About $8.5 million will fund a permanent men’s shelter, the construction of additional tiny houses, and investment in the Occupy Madison Solar Project to reduce housing costs. A further $6.6 million will expand low-cost housing choices, a tenant assistance fund, and financial assistance for repairs or energy-saving retrofits. Almost $4 million will increase small business grants, support neighborhood business districts, bring art to vacant storefronts downtown, and aid the Public Market Foundation. The remaining $1 million will help certain groups, like undocumented residents and senior citizens, meet their basic needs. 

“We’re trying to both meet some of the immediate needs that were created by the pandemic, and we’re trying to invest in long-term solutions that will change our trajectory as a city,” Madison Mayor Satya Rhodes-Conway said. 

Finance Director David Schmiedicke went over the city’s current financial situation at the town hall. The Monona Terrace reserves are gone, and it took on a $3.5 million cash loss for 2021. Parking utility reserves diminished from $32 million to $14 million. Like other municipalities, room taxes declined with less travel and tourism in the past year and a half. 

Overall, the city projects an $18 million gap in the 2022 budget and a total deficit of $50 million within the next five years. With the ARPA funds, the city will be able to stabilize the Monona Terrace and room tax funds with a goal of avoiding using its rainy day fund in 2022. 

“Just in 2020 alone, we lost almost $45 million in revenue, almost equal to the amount of funding we are receiving, $47 million, under ARPA, but because of the importance of the community investments and the need to build back better in the community, the mayor and the council are allocating half of that $47 million in the community,” Schmiedicke said.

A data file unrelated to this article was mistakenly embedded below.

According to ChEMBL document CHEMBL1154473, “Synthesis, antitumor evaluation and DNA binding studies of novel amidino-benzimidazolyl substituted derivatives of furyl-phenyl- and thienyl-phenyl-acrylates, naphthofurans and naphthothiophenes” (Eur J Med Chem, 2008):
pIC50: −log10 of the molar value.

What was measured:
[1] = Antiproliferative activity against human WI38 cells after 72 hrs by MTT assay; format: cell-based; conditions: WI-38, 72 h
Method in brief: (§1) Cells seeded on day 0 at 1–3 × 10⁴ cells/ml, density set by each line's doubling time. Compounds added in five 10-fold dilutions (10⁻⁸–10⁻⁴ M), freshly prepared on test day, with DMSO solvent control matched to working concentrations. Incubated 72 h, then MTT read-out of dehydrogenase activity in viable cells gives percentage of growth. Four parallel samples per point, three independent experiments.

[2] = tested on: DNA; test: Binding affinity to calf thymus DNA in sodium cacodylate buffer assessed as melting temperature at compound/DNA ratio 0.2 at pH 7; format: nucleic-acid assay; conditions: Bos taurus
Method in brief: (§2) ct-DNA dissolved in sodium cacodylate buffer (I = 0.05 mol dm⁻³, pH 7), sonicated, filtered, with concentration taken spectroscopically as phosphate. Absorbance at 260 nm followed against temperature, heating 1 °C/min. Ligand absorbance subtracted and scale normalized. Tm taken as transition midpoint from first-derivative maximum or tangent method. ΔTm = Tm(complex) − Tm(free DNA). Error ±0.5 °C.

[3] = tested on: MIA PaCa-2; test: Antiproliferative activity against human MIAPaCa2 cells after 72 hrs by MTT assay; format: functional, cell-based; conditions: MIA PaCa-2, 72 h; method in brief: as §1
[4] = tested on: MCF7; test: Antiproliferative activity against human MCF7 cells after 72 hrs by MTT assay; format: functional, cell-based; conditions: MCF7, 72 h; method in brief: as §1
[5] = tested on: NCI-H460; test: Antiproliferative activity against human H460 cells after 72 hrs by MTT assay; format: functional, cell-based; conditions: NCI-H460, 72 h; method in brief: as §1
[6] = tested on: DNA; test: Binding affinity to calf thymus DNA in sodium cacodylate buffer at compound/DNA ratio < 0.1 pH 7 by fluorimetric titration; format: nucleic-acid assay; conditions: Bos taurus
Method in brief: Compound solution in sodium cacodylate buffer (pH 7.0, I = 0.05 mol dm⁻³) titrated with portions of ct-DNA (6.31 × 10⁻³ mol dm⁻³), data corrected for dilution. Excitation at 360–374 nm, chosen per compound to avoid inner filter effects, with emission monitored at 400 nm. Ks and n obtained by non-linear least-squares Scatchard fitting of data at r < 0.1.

Prior to receiving ARPA funds to cushion the deficit, the city employed multiple strategies to address budget shortfalls. It reduced the hours of City staff, delayed hiring vacant positions, reduced expenses for conferences and additional training, and altered the hours of some public services like the library and snow removal. These actions reduced $3.8 million in costs. 

Schmiedicke was not hesitant to mention that the state Legislature is also a large reason why the city’s revenues are limited. Republican legislative leaders have refused to allow municipalities to institute a local sales tax despite bipartisan calls for that ability, and they have declined to let cities raise property taxes more than a certain amount. The Republican-authored state budget also cut in half transit aid to Madison and Milwaukee. The state aid to Madison has not kept up with its costs.

“[State aid] not only has not kept pace with inflation; it is lower than it was almost 20 years ago,” Schmiedicke said. 

Another factor that drives the city’s deficit is local service needs continuing to expand with a growing population and an increased cost of living. The economic damages of the COVID-19 exacerbated these two underlying factors, and ARPA funds are just the first step in trying to recover from that damage. 

The City of Wausau is receiving $15.7 million from ARPA, and the city hosted a listening session in May to hear input from residents on where they think the money would be the most useful. 

Community members suggested ideas like making homes worth more to increase property value, helping community members in need like those experiencing homelessness, or investing in tourism and broadband development. 

“This is a once-in-a-generation opportunity to make millions of dollars’ worth of long-term investments in our community,” said Wausau Mayor Katie Rosenberg in a press release. “We have to make the most of this opportunity and ensure our community is right there with us while we make these decisions.”